Getting managers to recognize and deal with their own ineffective behaviors, and the moose antlers they sprout, has been one of my career-long challenges. I've had success in coaching and developing some of them but I have not found a magic formula to make a manager wake up and say "Oh, my God. He's talking about me and I need to change." In our business we always talk about personal, team, and organizational readiness as being the factor we can't control, and yet it's so critical to success.

I've found very few managers deliberately try to say one thing and do another. Most are unaware of the disconnect between their words and actions. So they need help through sensitive feedback from the people around them with the courage and skill to address their behavior through courageous upward leadership. We could use an upward leadership revolution during these turbulent times.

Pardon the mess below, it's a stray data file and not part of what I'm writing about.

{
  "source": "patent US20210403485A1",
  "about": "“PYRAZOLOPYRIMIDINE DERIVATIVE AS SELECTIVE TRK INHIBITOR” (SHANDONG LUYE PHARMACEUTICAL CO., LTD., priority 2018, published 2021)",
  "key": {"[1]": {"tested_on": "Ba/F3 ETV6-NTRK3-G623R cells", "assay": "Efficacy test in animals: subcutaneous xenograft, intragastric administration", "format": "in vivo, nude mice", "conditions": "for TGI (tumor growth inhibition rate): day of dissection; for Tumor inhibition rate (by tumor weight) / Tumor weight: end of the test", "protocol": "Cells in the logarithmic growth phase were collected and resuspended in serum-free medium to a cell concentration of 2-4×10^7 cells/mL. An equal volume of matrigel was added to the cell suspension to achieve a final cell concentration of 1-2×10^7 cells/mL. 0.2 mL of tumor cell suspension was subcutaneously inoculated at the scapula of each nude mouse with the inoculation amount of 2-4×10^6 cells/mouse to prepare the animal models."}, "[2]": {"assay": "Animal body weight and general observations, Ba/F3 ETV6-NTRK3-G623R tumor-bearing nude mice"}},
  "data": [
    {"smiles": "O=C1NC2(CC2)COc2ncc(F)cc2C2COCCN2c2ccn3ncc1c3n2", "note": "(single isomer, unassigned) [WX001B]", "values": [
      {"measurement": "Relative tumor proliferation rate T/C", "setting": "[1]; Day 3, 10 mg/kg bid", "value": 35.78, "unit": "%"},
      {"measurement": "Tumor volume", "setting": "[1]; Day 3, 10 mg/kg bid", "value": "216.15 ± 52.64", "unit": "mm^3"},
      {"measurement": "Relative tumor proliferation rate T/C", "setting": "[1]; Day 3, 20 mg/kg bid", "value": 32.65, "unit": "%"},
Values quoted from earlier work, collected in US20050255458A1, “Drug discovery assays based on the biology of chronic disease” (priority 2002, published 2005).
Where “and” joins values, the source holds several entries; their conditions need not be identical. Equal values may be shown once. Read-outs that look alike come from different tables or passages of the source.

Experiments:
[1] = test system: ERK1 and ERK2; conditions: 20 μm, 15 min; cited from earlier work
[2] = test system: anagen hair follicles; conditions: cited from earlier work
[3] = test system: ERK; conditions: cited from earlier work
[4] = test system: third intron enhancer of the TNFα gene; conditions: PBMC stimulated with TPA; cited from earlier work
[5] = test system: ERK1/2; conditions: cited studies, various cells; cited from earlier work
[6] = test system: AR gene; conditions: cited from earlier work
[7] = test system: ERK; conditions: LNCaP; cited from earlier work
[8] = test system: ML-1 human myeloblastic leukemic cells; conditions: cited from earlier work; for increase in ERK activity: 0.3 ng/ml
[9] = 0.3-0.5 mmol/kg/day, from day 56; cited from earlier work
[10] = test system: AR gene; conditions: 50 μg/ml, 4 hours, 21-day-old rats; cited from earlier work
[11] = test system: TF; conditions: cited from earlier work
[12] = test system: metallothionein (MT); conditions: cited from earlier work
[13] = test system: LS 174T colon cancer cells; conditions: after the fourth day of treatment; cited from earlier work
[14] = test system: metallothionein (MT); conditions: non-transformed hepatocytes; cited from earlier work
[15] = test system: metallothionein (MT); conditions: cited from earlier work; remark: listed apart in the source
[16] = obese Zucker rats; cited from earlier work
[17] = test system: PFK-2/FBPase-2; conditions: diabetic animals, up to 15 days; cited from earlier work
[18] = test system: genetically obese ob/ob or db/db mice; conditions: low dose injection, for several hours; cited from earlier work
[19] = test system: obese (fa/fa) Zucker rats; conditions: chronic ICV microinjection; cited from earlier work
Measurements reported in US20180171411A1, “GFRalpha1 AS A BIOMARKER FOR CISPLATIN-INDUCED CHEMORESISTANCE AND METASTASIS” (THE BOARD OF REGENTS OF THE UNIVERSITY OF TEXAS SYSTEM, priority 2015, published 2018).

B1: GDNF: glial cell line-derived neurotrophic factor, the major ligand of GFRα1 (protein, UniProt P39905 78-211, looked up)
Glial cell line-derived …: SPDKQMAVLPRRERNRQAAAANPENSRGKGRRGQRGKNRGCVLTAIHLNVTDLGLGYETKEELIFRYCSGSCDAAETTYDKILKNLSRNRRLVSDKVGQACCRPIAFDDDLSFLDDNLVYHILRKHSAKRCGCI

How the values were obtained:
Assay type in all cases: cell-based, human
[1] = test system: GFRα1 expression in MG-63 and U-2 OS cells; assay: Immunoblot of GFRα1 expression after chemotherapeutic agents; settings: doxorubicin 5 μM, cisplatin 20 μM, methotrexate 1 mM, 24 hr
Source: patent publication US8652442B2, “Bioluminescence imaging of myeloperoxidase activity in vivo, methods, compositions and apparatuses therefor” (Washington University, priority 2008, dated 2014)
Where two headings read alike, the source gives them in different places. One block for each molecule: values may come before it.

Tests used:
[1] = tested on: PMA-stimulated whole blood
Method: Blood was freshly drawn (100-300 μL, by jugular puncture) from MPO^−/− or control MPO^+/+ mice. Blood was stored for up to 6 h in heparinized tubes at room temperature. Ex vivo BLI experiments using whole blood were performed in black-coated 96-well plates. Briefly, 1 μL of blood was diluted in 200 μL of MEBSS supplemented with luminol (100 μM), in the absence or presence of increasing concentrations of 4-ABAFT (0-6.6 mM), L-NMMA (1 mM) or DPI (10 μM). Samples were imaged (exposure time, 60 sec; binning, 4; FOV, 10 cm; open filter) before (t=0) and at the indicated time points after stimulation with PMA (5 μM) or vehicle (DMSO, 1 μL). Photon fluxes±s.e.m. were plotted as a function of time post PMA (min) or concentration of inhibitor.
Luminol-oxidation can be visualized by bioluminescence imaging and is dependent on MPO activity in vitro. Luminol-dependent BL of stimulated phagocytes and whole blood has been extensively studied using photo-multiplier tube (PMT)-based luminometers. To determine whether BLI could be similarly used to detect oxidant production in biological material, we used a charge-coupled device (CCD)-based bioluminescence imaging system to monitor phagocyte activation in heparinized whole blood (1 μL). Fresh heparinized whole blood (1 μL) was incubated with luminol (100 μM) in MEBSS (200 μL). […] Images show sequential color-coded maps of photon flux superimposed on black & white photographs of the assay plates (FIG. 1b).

Social Networking for Leaders

It seems you can't read a newspaper (online anyway) or watch the television without hearing something about MySpace, Facebook, Linkedin or some other type of social networking.

I've added Google's Friend Connect Service to jimclemmer.com. Here you can sign-up and connect with other people interested in leadership in general and my work in particular. If you already have a Google account, all you have to do is click sign-in on the homepage and log in. If not, you can create an account and build a profile.

If you're already signed up for Linkedin or Facebook, you can easily find my profile. You can even become a fan of my work on Facebook at http://www.facebook.com/pages/Jim-Clemmer/21266500280.